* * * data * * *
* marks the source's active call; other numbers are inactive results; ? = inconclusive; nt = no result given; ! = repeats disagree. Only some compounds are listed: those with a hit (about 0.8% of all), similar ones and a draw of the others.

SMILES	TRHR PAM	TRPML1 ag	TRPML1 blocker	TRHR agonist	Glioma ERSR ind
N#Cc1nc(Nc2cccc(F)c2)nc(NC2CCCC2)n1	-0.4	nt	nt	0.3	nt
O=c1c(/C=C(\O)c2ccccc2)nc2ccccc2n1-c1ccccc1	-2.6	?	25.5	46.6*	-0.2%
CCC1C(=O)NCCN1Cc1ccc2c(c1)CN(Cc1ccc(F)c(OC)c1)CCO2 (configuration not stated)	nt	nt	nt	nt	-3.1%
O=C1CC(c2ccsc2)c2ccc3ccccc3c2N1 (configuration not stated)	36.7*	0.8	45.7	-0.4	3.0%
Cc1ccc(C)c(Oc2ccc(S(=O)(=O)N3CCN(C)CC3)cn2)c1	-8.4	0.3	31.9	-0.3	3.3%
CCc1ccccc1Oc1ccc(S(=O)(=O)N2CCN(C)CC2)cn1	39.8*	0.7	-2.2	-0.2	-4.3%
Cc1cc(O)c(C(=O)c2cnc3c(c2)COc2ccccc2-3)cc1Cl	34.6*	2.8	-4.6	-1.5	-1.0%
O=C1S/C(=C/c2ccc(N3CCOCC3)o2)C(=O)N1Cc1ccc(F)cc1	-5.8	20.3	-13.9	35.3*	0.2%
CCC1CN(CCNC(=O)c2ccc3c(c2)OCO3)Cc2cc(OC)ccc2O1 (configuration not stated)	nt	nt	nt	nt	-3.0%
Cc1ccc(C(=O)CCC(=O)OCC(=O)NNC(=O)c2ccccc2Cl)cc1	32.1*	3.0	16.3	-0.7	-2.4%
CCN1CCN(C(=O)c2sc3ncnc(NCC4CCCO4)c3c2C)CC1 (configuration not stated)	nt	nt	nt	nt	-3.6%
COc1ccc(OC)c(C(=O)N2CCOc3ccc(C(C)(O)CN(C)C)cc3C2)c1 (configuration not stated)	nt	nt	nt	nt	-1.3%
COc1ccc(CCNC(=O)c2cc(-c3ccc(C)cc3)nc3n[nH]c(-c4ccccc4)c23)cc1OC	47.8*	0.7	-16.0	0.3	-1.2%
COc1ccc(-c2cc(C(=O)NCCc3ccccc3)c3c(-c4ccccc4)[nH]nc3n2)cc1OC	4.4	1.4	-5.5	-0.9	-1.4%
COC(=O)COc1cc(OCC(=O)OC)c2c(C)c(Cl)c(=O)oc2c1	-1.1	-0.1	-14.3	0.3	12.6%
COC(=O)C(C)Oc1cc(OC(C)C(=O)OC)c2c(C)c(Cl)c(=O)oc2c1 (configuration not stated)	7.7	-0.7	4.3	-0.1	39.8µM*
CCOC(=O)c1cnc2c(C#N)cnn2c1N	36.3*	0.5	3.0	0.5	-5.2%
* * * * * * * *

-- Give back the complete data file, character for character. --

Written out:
* marks the source's active call; other numbers are inactive results; ? = inconclusive; nt = no result given; ! = repeats disagree. Only some compounds are listed: those with a hit (about 0.8% of all), similar ones and a draw of the others.

SMILES	TRHR PAM	TRPML1 ag	TRPML1 blocker	TRHR agonist	Glioma ERSR ind
N#Cc1nc(Nc2cccc(F)c2)nc(NC2CCCC2)n1	-0.4	nt	nt	0.3	nt
O=c1c(/C=C(\O)c2ccccc2)nc2ccccc2n1-c1ccccc1	-2.6	?	25.5	46.6*	-0.2%
CCC1C(=O)NCCN1Cc1ccc2c(c1)CN(Cc1ccc(F)c(OC)c1)CCO2 (configuration not stated)	nt	nt	nt	nt	-3.1%
O=C1CC(c2ccsc2)c2ccc3ccccc3c2N1 (configuration not stated)	36.7*	0.8	45.7	-0.4	3.0%
Cc1ccc(C)c(Oc2ccc(S(=O)(=O)N3CCN(C)CC3)cn2)c1	-8.4	0.3	31.9	-0.3	3.3%
CCc1ccccc1Oc1ccc(S(=O)(=O)N2CCN(C)CC2)cn1	39.8*	0.7	-2.2	-0.2	-4.3%
Cc1cc(O)c(C(=O)c2cnc3c(c2)COc2ccccc2-3)cc1Cl	34.6*	2.8	-4.6	-1.5	-1.0%
O=C1S/C(=C/c2ccc(N3CCOCC3)o2)C(=O)N1Cc1ccc(F)cc1	-5.8	20.3	-13.9	35.3*	0.2%
CCC1CN(CCNC(=O)c2ccc3c(c2)OCO3)Cc2cc(OC)ccc2O1 (configuration not stated)	nt	nt	nt	nt	-3.0%
Cc1ccc(C(=O)CCC(=O)OCC(=O)NNC(=O)c2ccccc2Cl)cc1	32.1*	3.0	16.3	-0.7	-2.4%
CCN1CCN(C(=O)c2sc3ncnc(NCC4CCCO4)c3c2C)CC1 (configuration not stated)	nt	nt	nt	nt	-3.6%
COc1ccc(OC)c(C(=O)N2CCOc3ccc(C(C)(O)CN(C)C)cc3C2)c1 (configuration not stated)	nt	nt	nt	nt	-1.3%
COc1ccc(CCNC(=O)c2cc(-c3ccc(C)cc3)nc3n[nH]c(-c4ccccc4)c23)cc1OC	47.8*	0.7	-16.0	0.3	-1.2%
COc1ccc(-c2cc(C(=O)NCCc3ccccc3)c3c(-c4ccccc4)[nH]nc3n2)cc1OC	4.4	1.4	-5.5	-0.9	-1.4%
COC(=O)COc1cc(OCC(=O)OC)c2c(C)c(Cl)c(=O)oc2c1	-1.1	-0.1	-14.3	0.3	12.6%
COC(=O)C(C)Oc1cc(OC(C)C(=O)OC)c2c(C)c(Cl)c(=O)oc2c1 (configuration not stated)	7.7	-0.7	4.3	-0.1	39.8µM*
CCOC(=O)c1cnc2c(C#N)cnn2c1N	36.3*	0.5	3.0	0.5	-5.2%